On my phone and computer I use WhatsApp, Signal, Slack, Keybase, Discord, IRC, XMPP/Jabber and Element/Matrix. In addition, I occasionally use the messaging features of Mastodon, Twitter and even LinkedIn. I’ve never used Telegram, Line, WeChat, Session, Wire or Status chat, but they exist too, along with many others.
It would be better if I could chat with people using the app I prefer, rather than the one I am forced to use.
Of course, the only useful chat app is the one your friends and family are on, so it’s pointless to debate the finer points in each service’s favour, but here I go anyway.
Only Matrix is:
- End-to-end encrypted so people can’t eavesdrop on my conversations
- Decentralised (federated) so my identity and trust are not invested in a single company
- Free/Open Source software so its security can be audited, and everyone is free to use it
- Built on an open standard so lots of systems can implement it and use it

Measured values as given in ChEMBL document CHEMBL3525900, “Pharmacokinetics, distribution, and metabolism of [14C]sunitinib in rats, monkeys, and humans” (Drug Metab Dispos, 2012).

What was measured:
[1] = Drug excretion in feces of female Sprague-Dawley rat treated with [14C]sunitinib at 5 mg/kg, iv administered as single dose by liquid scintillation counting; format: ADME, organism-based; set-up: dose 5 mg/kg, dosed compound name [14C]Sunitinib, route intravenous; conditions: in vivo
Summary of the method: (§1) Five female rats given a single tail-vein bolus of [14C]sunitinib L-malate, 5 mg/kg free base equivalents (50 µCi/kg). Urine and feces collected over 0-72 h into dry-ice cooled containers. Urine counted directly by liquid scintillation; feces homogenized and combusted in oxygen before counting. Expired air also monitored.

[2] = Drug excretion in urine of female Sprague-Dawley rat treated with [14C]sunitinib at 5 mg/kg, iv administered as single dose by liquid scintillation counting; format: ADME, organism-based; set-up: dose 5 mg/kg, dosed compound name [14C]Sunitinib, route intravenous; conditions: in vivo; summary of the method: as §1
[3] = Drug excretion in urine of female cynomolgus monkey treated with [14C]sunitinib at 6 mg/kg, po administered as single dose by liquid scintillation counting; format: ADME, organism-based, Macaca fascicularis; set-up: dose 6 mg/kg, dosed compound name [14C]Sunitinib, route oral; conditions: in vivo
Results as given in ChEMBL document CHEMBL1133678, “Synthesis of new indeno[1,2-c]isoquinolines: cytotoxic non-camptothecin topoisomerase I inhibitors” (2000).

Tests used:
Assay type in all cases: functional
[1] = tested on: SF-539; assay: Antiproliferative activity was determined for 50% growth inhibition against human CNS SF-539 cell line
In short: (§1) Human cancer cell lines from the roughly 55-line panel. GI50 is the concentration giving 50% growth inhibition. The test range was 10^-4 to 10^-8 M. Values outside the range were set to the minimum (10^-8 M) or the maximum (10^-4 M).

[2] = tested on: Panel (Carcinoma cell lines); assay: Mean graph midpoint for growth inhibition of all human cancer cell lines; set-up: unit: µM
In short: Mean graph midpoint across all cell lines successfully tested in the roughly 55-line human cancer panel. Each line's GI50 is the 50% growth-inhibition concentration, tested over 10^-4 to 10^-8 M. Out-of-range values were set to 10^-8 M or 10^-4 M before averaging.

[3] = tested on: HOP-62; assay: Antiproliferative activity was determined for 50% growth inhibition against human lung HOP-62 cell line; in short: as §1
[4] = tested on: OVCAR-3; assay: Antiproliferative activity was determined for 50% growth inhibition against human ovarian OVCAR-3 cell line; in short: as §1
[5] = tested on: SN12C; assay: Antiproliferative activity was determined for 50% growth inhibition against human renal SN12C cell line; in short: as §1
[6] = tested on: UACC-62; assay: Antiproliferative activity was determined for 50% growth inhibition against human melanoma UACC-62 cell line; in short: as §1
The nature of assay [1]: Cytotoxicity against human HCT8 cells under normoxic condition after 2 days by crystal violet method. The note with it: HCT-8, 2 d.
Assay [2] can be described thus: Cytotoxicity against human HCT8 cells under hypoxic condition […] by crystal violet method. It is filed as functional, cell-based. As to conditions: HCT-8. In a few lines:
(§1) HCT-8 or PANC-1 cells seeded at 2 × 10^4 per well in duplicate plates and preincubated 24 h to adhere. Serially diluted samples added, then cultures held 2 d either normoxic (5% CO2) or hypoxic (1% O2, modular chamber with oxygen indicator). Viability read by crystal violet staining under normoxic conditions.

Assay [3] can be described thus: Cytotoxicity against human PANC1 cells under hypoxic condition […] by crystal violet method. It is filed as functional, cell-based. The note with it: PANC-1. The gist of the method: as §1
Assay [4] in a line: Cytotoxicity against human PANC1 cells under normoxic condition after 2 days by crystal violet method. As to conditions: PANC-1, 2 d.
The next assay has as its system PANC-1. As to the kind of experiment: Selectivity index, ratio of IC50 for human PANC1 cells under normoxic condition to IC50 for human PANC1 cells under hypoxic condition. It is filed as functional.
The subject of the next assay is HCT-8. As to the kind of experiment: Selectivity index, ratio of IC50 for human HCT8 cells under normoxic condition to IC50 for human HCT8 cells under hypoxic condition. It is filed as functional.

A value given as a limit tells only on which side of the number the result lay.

- Run as a public interest foundation so if supporting companies fail the project can continue
- Developed with sustainable funding so it’s less likely to disappear
- Able to bridge to other networks so (in theory) people can keep using their existing apps
- Popular, with about 5 million messages per day, so there is some chance my friends or family might be on it
The importance of decentralisation has been re-emphasised for me this week after the freenode IRC debacle. A single controlling entity, even when it is currently benign (as some people believe Signal is) is not a guarantee that things will stay this way. Thank goodness you can connect your usual IRC network to libera.chat: imagine what would happen to Signal users if they realised someone unscrupulous had acquired control.
Matrix does not solve all our problems. Notably:
- Its security is probably not good enough for people threatened by powerful interests – at the moment it’s quite easy to see who’s talking to whom, and when.
- Not all clients support end-to-end encryption, and not all turn it on by default (but the most-used ones do).
Despite these limitations, Matrix is the only chat network that is even attempting to provide what users need, and it seems to be doing a pretty good job of it.
I think we should work together to address its weaknesses, and adopt it wherever we can.
So, I recommend Matrix (specifically element.io) for group and individual chat.